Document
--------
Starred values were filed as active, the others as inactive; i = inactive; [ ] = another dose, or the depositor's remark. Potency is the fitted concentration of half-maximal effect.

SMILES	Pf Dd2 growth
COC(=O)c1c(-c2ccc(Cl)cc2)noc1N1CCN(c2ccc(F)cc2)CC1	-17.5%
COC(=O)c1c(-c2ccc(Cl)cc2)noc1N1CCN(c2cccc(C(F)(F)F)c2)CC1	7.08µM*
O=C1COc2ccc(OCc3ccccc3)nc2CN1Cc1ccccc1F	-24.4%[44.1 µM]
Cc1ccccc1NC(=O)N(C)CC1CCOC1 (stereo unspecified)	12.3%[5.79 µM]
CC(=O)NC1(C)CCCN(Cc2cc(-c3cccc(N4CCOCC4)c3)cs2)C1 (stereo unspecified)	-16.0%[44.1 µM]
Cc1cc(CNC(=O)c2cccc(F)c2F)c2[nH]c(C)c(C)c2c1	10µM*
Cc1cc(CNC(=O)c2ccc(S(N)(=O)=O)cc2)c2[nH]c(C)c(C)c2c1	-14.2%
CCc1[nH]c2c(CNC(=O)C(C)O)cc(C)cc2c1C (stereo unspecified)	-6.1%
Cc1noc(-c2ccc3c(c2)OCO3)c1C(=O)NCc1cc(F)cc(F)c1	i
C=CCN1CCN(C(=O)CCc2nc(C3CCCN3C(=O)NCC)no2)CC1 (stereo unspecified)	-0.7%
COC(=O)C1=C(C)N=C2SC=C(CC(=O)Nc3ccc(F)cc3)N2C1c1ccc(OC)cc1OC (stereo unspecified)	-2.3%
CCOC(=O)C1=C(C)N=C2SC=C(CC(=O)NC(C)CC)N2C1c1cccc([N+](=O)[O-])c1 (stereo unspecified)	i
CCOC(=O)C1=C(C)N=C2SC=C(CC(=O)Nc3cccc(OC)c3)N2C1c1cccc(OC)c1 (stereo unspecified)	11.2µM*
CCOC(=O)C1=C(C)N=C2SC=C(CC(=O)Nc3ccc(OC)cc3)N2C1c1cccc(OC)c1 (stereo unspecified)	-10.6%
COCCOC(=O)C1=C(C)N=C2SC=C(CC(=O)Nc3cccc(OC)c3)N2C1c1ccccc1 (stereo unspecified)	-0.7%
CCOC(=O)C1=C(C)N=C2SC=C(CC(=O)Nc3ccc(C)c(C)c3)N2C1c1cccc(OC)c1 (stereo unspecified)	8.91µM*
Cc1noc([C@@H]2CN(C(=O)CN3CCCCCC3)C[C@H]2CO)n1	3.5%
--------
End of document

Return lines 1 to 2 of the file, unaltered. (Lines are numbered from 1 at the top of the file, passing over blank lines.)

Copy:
Starred values were filed as active, the others as inactive; i = inactive; [ ] = another dose, or the depositor's remark. Potency is the fitted concentration of half-maximal effect.

SMILES	Pf Dd2 growth